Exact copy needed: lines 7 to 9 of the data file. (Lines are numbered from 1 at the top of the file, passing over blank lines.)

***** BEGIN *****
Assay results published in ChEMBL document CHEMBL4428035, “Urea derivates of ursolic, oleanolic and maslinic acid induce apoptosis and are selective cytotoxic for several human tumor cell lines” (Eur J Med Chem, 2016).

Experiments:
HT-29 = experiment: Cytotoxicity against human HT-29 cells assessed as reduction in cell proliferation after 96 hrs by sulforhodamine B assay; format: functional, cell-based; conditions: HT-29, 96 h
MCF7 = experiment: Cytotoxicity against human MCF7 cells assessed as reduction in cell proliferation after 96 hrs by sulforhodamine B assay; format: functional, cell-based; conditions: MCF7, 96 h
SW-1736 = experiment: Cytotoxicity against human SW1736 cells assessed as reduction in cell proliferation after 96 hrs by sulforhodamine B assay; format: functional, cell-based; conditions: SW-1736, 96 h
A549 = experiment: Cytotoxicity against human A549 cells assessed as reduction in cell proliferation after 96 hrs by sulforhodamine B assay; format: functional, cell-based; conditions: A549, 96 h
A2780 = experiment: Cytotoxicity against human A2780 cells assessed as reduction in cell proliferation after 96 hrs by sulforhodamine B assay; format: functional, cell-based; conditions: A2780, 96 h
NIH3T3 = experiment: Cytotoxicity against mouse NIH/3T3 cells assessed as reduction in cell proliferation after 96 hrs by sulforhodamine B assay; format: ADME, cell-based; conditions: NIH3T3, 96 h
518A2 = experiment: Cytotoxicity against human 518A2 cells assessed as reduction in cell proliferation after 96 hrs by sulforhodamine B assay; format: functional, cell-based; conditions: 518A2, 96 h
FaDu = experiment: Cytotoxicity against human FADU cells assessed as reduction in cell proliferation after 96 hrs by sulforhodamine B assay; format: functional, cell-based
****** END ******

A2780 = experiment: Cytotoxicity against human A2780 cells assessed as reduction in cell proliferation after 96 hrs by sulforhodamine B assay; format: functional, cell-based; conditions: A2780, 96 h
NIH3T3 = experiment: Cytotoxicity against mouse NIH/3T3 cells assessed as reduction in cell proliferation after 96 hrs by sulforhodamine B assay; format: ADME, cell-based; conditions: NIH3T3, 96 h
518A2 = experiment: Cytotoxicity against human 518A2 cells assessed as reduction in cell proliferation after 96 hrs by sulforhodamine B assay; format: functional, cell-based; conditions: 518A2, 96 h